@john532 – yes of course! I would be more concerned not about 1 single user taking the bike to Canada but more, bike trip to North Hills > Wake Forest, etc. Slowly, bikes could start to fragment from their base market and would need to be rebalanced back to NCSU. With no cost upfront for the system, etc, I just wonder how the staffing needs of these type of concerns will be met (does limebike have someone local that will drive out and retrieve, etc). I didn’t see anything in the agreement (personally) that stipulated boundaries of use with the system – they all definitely have GPS trackers though (it’s how you locate the bike on the app). I agree that it will be very interesting to watch both systems. Added bonus, Raleigh will now have 600 bikes by spring instead of the anticipated 300, which is great!
Bike station systems already have to rebalance frequently , do they not?
@Mark, yes they do rebalance them.
@Mary, bikes being taken to outlying areas are like free demand studies for bike share providers. If bikes keep getting taken to North Hills then they know that is a destination.
In a strange way, I can imagine Limebikes helping the other system by doing their system demand analysis for them. Limebike will be the only option for areas without stations. I wonder if LImebike knows where people are when they are trying to find a bike…even if unsuccessful in finding one near them?
Article on the system in Seattle
For occasional riders, Limebike will be cheaper. For power users of bikeshare, a monthly or yearly subscription will be much cheaper. This is assuming that rides are always a dollar and there isn’t a flat rate for unlimited use.
Interesting how easily this was rolled out. No studies, no government input, no need for infrastructure and endless meetings of minutiae.
They just got it done, amazed!
I saw two of these at Cameron Village yesterday. Asked the two state students about them and how it worked. They just raved about it, I asked what was the one thing out of many they liked best. “We can leave it anywhere”. Nuff said.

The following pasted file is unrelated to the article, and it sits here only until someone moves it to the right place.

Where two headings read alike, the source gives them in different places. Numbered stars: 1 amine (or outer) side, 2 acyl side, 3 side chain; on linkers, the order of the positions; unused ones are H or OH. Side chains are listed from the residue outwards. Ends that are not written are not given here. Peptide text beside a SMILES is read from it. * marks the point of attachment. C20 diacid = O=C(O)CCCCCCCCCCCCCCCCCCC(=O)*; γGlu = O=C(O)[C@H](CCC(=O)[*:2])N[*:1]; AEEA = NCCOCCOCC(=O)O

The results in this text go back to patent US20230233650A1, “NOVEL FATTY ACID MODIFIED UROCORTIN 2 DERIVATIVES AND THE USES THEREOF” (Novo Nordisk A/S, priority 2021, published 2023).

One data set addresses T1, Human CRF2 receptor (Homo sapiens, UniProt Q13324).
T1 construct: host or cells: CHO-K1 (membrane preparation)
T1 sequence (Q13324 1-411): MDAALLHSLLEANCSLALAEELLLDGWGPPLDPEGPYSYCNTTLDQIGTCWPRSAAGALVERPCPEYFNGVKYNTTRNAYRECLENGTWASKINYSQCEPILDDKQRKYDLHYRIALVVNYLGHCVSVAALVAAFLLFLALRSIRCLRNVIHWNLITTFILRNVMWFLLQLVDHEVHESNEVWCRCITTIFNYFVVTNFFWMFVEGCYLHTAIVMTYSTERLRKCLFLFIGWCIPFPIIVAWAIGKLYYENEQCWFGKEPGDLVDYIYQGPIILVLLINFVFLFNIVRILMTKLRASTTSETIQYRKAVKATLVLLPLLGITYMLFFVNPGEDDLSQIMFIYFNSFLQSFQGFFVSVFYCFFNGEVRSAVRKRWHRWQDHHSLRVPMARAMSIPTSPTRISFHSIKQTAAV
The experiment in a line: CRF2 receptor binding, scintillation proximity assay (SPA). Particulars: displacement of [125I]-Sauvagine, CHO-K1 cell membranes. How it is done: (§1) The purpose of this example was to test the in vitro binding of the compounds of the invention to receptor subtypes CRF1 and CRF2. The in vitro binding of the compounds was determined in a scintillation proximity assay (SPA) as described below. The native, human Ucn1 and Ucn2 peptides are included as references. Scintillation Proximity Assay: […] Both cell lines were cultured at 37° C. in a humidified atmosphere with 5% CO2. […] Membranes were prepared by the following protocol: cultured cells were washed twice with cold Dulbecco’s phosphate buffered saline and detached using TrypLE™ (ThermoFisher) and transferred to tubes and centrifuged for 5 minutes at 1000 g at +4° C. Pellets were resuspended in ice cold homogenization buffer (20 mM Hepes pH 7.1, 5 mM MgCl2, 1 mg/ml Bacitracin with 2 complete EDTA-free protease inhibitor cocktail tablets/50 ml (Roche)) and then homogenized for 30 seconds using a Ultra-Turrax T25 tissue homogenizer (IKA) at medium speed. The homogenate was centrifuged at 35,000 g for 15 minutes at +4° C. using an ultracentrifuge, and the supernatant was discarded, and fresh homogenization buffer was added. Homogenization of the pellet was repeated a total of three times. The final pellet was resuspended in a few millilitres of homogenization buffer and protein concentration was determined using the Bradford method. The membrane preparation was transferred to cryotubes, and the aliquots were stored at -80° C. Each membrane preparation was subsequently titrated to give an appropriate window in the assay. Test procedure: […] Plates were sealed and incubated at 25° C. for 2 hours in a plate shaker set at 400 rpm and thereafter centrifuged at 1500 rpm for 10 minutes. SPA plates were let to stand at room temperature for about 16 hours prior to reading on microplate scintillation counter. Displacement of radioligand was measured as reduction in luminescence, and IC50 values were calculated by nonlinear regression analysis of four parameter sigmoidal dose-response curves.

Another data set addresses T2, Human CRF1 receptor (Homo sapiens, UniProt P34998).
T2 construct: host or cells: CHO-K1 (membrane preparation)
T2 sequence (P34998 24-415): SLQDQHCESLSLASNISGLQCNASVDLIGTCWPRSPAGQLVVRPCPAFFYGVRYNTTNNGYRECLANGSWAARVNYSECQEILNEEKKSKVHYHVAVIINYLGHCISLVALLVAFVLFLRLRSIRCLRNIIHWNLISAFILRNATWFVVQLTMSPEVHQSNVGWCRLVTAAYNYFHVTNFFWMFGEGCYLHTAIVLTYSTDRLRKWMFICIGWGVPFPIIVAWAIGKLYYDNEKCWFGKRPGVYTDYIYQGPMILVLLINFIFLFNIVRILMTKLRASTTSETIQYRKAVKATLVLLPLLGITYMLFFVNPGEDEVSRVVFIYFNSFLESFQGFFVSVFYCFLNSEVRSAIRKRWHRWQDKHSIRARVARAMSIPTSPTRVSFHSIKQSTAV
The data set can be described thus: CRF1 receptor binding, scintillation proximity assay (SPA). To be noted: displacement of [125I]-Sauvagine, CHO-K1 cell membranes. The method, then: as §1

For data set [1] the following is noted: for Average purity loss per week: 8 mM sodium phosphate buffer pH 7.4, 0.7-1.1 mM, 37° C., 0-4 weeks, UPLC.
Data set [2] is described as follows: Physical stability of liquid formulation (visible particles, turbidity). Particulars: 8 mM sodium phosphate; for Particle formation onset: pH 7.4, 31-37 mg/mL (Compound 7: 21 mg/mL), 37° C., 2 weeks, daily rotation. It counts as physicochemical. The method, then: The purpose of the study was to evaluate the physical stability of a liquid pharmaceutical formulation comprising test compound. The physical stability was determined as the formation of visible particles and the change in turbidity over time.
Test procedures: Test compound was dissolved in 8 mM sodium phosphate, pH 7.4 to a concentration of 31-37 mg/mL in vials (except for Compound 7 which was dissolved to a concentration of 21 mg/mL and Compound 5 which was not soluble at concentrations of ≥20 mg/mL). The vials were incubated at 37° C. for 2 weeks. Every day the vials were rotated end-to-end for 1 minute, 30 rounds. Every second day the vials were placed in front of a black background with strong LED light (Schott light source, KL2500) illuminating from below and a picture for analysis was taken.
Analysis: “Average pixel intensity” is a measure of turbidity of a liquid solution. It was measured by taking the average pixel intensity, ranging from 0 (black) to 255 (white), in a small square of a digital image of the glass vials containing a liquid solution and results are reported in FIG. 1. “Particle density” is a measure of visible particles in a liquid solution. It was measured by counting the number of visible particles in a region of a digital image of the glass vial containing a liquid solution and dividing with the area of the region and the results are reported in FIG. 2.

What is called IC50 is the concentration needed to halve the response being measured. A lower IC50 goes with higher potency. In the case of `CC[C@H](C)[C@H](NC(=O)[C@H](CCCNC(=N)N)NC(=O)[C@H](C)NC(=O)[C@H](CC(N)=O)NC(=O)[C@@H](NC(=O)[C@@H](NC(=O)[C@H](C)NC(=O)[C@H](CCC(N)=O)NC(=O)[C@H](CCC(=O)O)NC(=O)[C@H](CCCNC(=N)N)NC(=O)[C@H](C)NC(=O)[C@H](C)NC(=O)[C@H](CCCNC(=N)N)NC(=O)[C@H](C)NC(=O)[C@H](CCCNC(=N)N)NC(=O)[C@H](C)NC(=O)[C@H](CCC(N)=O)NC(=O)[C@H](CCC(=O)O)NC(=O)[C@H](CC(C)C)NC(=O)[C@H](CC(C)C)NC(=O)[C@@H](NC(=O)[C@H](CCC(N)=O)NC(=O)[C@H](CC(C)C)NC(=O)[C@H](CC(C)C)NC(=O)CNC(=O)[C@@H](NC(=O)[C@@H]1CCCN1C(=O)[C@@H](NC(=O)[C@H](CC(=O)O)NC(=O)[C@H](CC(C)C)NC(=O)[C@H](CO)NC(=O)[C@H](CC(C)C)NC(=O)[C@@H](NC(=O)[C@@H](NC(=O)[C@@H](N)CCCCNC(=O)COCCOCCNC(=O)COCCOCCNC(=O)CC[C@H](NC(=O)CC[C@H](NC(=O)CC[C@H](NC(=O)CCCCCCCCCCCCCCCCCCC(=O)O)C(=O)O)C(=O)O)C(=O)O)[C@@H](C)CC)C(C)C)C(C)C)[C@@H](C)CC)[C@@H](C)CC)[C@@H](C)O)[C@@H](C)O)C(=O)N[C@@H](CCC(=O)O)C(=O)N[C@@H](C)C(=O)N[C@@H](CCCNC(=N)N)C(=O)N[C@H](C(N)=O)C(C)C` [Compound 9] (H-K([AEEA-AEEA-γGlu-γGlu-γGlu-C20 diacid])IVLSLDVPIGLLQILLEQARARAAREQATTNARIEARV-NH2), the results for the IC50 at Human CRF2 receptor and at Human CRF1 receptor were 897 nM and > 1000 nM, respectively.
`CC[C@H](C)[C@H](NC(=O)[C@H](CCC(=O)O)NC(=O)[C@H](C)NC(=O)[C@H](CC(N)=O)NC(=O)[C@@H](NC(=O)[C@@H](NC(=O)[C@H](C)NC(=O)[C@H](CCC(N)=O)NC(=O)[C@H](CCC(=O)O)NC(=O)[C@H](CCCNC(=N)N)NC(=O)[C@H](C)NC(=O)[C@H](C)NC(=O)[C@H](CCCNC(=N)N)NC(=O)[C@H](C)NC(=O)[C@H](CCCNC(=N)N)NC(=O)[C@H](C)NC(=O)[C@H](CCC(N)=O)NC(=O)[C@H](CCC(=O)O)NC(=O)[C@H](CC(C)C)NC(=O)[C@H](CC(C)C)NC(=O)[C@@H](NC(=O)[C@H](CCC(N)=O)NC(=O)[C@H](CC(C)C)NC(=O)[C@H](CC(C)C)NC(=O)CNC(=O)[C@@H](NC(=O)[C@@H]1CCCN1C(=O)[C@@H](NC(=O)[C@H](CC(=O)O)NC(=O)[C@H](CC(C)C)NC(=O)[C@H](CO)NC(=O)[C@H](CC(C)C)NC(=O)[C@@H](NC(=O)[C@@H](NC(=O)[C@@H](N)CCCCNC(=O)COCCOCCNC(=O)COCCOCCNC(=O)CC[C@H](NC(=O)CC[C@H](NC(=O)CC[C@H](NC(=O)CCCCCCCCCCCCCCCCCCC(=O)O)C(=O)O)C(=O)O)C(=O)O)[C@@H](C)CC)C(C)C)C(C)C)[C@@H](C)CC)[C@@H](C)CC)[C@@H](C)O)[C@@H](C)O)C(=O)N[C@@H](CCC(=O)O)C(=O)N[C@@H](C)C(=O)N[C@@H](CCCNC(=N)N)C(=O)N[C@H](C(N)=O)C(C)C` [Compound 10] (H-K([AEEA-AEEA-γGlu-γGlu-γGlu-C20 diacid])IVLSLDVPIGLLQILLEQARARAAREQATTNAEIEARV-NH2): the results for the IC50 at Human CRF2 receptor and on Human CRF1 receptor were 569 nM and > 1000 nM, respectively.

Let the best service win.
I feel like bike share is gulping right now.
Follow up from the N&O provides more information on the staffing, re balancing efforts, etc: http://www.newsobserver.com/news/traffic/article170100812.html
One Limebike fan set up a Facebook event called “The Great Limebike Migration” for next Friday, which consists of as many people as possible grabbing a Limebike and riding it to the Brickyard. I suspect that it’s actually a Limebike employee trying to get them all in one place for maintenance.
I’m surprised I can’t find anything online about the first thought that came to mind when I saw a LimeBike: what if I use it to go somewhere and I need the bike to get back and somebody takes it, and there no other bikes nearby? I wonder if there’s a way to make sure it’s there (while paying for the time of course)- but it’s not addressed anywhere I can find.
Your concern is valid and I also wonder about that situation. When you have stations, and those stations are routinely serviced, one can be more assured that a bike will be in a specific place. From what I understand, Limebike has an app that shows you the location of available bikes but the nearest one might be blocks or miles away. And, if you choose to walk several blocks to the nearest bike, there’s no guarantee that it will still be there when you get to its location.
IMO, the only way Limebike works is when there’s a large quantity and high density of bikes in your area.
@Bob. The homeless would need a bank account and a smartphone to create a Limebike account…just food for thought.
Just saw one of these bikes in front of homeless shelter on Wilmington St. Hoping homeless folks will benefit from these. Also interested to see how the system holds up to anyone with ill intentions.
If you want the bike to be where you are when you come out you buy the time and it stays locked and out of service until your time runs out, no different that the other bike share?
What happens when you walk all the way to a bike station and they are all gone when you arrive. Should you walk to the next one?
What happens when some smart A on a Friday night of fun pops all the tires at the corral, saw that once in Seattle.
Looks like they started with 300 and want to go to 600 if NC State lets them based on demand.
That’s a good number of bikes.
Not sure but I think you may have a better chance of finding a limebike close to you then relying on a couple corrals in a given square couple miles.
It will be interesting and entertaining to see the results.
Which one will cost the taxpayer less, will either turn a profit? if not they both may be doomed.
Just tried limebike for the first time. Used it to ride from downtown to hunt and back using the greenway. Honestly it was pretty terrible. Those bikes are not made for someone 6 foot tall.
I am a power user of Miami’s system (I split my time between Miami Beach and Raleigh) and I know how these systems work. I’ve been using one for years now. I know the ups and downs of a system and the logistics required to run one. This is why I weighed in quite heavily when the city of Raleigh was asking for input. I even wrote the city’s bike program lead.